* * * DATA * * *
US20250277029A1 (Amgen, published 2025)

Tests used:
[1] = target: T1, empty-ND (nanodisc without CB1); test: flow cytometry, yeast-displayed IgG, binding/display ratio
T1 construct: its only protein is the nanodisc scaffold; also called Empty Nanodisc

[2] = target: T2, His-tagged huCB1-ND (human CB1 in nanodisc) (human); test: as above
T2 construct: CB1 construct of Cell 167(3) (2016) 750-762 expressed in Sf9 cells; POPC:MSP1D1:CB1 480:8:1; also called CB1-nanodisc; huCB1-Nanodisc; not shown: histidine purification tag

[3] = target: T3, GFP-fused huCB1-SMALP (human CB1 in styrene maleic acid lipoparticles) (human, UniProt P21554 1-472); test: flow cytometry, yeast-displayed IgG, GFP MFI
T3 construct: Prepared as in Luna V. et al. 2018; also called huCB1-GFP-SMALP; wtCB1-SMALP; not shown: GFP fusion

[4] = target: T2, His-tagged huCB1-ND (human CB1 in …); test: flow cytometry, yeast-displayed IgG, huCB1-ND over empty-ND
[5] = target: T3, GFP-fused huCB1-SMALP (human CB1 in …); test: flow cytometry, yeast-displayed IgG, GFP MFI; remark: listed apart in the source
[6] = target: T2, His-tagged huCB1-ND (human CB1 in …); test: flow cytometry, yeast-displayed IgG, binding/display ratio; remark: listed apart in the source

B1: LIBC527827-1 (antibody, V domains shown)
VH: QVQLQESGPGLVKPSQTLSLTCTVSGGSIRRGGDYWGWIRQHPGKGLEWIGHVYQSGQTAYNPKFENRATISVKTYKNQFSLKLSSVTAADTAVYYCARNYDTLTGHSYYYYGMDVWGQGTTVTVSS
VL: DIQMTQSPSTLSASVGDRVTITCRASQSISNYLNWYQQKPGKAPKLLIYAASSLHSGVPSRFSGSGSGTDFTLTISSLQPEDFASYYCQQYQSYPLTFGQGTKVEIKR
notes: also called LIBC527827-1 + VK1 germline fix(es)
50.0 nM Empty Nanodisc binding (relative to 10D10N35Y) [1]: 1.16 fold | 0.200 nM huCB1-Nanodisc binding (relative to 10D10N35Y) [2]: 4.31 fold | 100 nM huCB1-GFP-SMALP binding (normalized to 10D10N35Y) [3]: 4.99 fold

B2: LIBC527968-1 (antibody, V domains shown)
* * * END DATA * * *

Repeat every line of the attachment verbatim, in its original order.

US20250277029A1 (Amgen, published 2025)

Tests used:
[1] = target: T1, empty-ND (nanodisc without CB1); test: flow cytometry, yeast-displayed IgG, binding/display ratio
T1 construct: its only protein is the nanodisc scaffold; also called Empty Nanodisc

[2] = target: T2, His-tagged huCB1-ND (human CB1 in nanodisc) (human); test: as above
T2 construct: CB1 construct of Cell 167(3) (2016) 750-762 expressed in Sf9 cells; POPC:MSP1D1:CB1 480:8:1; also called CB1-nanodisc; huCB1-Nanodisc; not shown: histidine purification tag

[3] = target: T3, GFP-fused huCB1-SMALP (human CB1 in styrene maleic acid lipoparticles) (human, UniProt P21554 1-472); test: flow cytometry, yeast-displayed IgG, GFP MFI
T3 construct: Prepared as in Luna V. et al. 2018; also called huCB1-GFP-SMALP; wtCB1-SMALP; not shown: GFP fusion

[4] = target: T2, His-tagged huCB1-ND (human CB1 in …); test: flow cytometry, yeast-displayed IgG, huCB1-ND over empty-ND
[5] = target: T3, GFP-fused huCB1-SMALP (human CB1 in …); test: flow cytometry, yeast-displayed IgG, GFP MFI; remark: listed apart in the source
[6] = target: T2, His-tagged huCB1-ND (human CB1 in …); test: flow cytometry, yeast-displayed IgG, binding/display ratio; remark: listed apart in the source

B1: LIBC527827-1 (antibody, V domains shown)
VH: QVQLQESGPGLVKPSQTLSLTCTVSGGSIRRGGDYWGWIRQHPGKGLEWIGHVYQSGQTAYNPKFENRATISVKTYKNQFSLKLSSVTAADTAVYYCARNYDTLTGHSYYYYGMDVWGQGTTVTVSS
VL: DIQMTQSPSTLSASVGDRVTITCRASQSISNYLNWYQQKPGKAPKLLIYAASSLHSGVPSRFSGSGSGTDFTLTISSLQPEDFASYYCQQYQSYPLTFGQGTKVEIKR
notes: also called LIBC527827-1 + VK1 germline fix(es)
50.0 nM Empty Nanodisc binding (relative to 10D10N35Y) [1]: 1.16 fold | 0.200 nM huCB1-Nanodisc binding (relative to 10D10N35Y) [2]: 4.31 fold | 100 nM huCB1-GFP-SMALP binding (normalized to 10D10N35Y) [3]: 4.99 fold

B2: LIBC527968-1 (antibody, V domains shown)